I bring it down to Pleasure Point, at the end of 41st Street. It’s not a rough spot—mostly kids and older people, with calm and regular waves. The vibe is pretty relaxed. People meditate or do yoga on the rocks, but there’s not a big scene.
I’m in for an hour before my thoughts turn off and my body can remember what it is there to do, and I finally get some good rides in. My head moves into that place where time and words evaporate. I’m part of the rising swell of the wave, the curve of gusting wind, the spill and spread of the water up onto the shore. When at last I climb out and sit on the rocks, I actually enjoy eating soup out of a thermos.
“Beth?” a woman’s voice says. “I didn’t think it was you, but then I saw the suit.” She is smoking a cigarette in the middle of the yoga moms, wearing the same jean jacket. Her face is startlingly thin and the hand that holds the cigarette looks like a claw, but she has that same old nervous smirk on one side of her face.
“Rochi?” I say. I look at the yoga moms to see if they see her, too. Confirmed: frowns, grimaces—someone waves smoke away from her face and makes exaggerated coughing noises even though she’s ten feet away. Rochi always could make an entrance. She stands up, tosses the cigarette into a tide pool, and comes over. We both start to say something at the same time. We stop, do it again, and then I laugh, nervously, and she smirks.
“Sorry,” I say. “I’m a little out of practice at this.”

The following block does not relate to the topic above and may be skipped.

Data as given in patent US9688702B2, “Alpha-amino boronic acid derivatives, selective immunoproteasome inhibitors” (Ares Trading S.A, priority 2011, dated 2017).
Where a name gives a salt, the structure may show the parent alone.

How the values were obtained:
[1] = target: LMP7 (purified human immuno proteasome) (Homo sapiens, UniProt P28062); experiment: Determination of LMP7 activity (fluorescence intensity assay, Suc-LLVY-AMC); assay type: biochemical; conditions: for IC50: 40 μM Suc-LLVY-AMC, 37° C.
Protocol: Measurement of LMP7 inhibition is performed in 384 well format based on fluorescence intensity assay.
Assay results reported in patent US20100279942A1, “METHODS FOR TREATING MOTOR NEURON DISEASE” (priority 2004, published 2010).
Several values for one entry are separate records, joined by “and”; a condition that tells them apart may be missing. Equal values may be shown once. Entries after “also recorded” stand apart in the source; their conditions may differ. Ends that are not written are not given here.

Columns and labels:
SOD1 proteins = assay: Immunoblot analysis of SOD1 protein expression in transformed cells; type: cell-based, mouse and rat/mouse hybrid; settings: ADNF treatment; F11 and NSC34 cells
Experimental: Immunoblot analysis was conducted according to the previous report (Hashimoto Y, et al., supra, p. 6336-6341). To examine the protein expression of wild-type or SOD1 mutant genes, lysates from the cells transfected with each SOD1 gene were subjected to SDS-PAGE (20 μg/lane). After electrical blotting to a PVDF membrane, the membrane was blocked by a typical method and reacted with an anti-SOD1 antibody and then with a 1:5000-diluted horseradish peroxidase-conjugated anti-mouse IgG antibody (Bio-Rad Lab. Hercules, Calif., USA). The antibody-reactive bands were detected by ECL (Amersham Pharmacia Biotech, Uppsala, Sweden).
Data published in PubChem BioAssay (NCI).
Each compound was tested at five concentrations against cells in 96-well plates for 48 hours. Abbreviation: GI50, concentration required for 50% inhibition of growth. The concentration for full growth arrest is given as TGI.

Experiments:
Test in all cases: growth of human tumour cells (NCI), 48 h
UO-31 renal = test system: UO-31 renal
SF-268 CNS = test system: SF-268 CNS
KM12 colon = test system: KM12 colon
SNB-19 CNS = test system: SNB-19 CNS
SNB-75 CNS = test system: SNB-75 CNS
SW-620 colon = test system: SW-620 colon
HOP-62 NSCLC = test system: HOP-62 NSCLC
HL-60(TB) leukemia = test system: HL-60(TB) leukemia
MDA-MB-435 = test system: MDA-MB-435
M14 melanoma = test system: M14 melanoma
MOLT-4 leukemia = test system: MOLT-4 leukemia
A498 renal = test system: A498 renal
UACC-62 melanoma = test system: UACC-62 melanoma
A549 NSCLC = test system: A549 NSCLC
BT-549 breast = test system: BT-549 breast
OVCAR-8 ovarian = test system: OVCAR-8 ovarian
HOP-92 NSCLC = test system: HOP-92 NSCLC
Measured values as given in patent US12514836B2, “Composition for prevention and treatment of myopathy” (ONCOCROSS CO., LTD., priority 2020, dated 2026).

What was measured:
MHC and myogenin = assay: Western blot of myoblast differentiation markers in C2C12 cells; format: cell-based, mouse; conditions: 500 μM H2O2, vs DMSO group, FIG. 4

“At talking to ghosts? Old Bethie,” she says. “Just hug me. I can’t steal your wallet when you’re wearing a wetsuit. Particularly that one.”
So I hug her, gingerly, though I’m mostly dry by then.
“I won’t break, you know,” she says, and pulls me in tighter.
“That was you,” I say, after a minute. “At the parade. Jesus, Rochi.”
She shrugs, jerkily. “It comes back easier than you think,” she says. “Like watching X‑Files or eating tofu. You look like you’re doing all right. A little beat up, maybe, but all right.”
“Little house up in Felton,” I say. “Driving the hill.”
“Wild Beth Tompkins, working in Silicon Valley?”
“Kid’s got to eat,” I say, without thinking.
She looks away, at the water. Her foot is tapping out a beat. Somewhere a yoga mom starts chanting.
“I noticed the ring,” she says, after a moment.
“Hope and I met at work,” I tell her. “And Noah’s almost two now.”
She nods. Then she says, “You looked good out there, by the way.”
“I’m sorry,” I say again. “That was tactless.”
“That you got married?”
She shakes her head. “It’s been ten years, Beth. I bet you’re still a good parent.”
“Actually, I suck.” I know it. Noah knows it. Hope seems to enjoy pointing it out. She got her sharp tongue from her dad—it was funny before we got married. Now, not so much.
“Well, I’m glad to hear you have a kid,” she says. “Anything left in that thermos?”
I shake my head. “Come on,” I say. “I’ll buy you some fish.”
I throw on some clothes from the van, clip the pager to my belt, and we walk to the Pink Godzilla, a sushi place up the street. I order a couple of rolls.
“Do you remember that move?” she says, after the too-friendly waiter leaves. “The one that always worked on guys?”
“The Tuck and Nip?” I laugh. After high school, Rochi and I had lived with a bunch of other teens and twenty-somethings at a rundown place over in east Santa Cruz. A guy we called Trustafarian Bob owned an old Victorian with a bunch of land, and someone had parked an old school bus there. A bunch of us would ride the bus downtown on the weekends to see what we could acquire: watches, jewelry, handbags, wallets. Rochi and I would team up. We’d pick an older guy, maybe in his forties. One of us would pass by, drop something, and bend over to get it, making sure our shirt was really loose in front. The other one would pick the guy’s pocket.